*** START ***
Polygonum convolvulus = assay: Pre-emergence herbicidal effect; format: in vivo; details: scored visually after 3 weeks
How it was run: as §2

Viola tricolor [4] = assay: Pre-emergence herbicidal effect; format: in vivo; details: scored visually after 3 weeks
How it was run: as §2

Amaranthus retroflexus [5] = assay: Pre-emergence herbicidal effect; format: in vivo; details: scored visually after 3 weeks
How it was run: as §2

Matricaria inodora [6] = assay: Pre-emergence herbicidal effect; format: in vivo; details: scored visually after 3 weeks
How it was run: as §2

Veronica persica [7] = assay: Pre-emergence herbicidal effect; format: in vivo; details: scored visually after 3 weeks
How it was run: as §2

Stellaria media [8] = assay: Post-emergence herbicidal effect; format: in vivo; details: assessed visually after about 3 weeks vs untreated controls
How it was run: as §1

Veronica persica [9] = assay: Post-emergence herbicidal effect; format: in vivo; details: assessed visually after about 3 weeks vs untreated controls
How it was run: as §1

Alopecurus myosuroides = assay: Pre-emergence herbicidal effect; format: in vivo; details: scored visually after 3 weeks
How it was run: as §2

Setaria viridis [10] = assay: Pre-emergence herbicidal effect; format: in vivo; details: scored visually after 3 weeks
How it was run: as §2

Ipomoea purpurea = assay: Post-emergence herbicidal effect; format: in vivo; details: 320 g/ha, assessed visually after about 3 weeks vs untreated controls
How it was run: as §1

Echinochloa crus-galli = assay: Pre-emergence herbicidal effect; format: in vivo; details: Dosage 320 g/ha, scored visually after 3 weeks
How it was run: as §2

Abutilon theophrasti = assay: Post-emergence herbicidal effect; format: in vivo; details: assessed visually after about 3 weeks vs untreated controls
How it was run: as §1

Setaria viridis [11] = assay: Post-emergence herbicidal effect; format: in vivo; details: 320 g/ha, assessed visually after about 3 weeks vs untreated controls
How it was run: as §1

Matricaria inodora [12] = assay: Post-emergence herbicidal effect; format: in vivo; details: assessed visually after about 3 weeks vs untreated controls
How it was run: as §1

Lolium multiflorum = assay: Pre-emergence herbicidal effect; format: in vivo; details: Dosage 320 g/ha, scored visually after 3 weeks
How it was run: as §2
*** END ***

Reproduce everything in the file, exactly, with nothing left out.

Polygonum convolvulus = assay: Pre-emergence herbicidal effect; format: in vivo; details: scored visually after 3 weeks
How it was run: as §2

Viola tricolor [4] = assay: Pre-emergence herbicidal effect; format: in vivo; details: scored visually after 3 weeks
How it was run: as §2

Amaranthus retroflexus [5] = assay: Pre-emergence herbicidal effect; format: in vivo; details: scored visually after 3 weeks
How it was run: as §2

Matricaria inodora [6] = assay: Pre-emergence herbicidal effect; format: in vivo; details: scored visually after 3 weeks
How it was run: as §2

Veronica persica [7] = assay: Pre-emergence herbicidal effect; format: in vivo; details: scored visually after 3 weeks
How it was run: as §2

Stellaria media [8] = assay: Post-emergence herbicidal effect; format: in vivo; details: assessed visually after about 3 weeks vs untreated controls
How it was run: as §1

Veronica persica [9] = assay: Post-emergence herbicidal effect; format: in vivo; details: assessed visually after about 3 weeks vs untreated controls
How it was run: as §1

Alopecurus myosuroides = assay: Pre-emergence herbicidal effect; format: in vivo; details: scored visually after 3 weeks
How it was run: as §2

Setaria viridis [10] = assay: Pre-emergence herbicidal effect; format: in vivo; details: scored visually after 3 weeks
How it was run: as §2

Ipomoea purpurea = assay: Post-emergence herbicidal effect; format: in vivo; details: 320 g/ha, assessed visually after about 3 weeks vs untreated controls
How it was run: as §1

Echinochloa crus-galli = assay: Pre-emergence herbicidal effect; format: in vivo; details: Dosage 320 g/ha, scored visually after 3 weeks
How it was run: as §2

Abutilon theophrasti = assay: Post-emergence herbicidal effect; format: in vivo; details: assessed visually after about 3 weeks vs untreated controls
How it was run: as §1

Setaria viridis [11] = assay: Post-emergence herbicidal effect; format: in vivo; details: 320 g/ha, assessed visually after about 3 weeks vs untreated controls
How it was run: as §1

Matricaria inodora [12] = assay: Post-emergence herbicidal effect; format: in vivo; details: assessed visually after about 3 weeks vs untreated controls
How it was run: as §1

Lolium multiflorum = assay: Pre-emergence herbicidal effect; format: in vivo; details: Dosage 320 g/ha, scored visually after 3 weeks
How it was run: as §2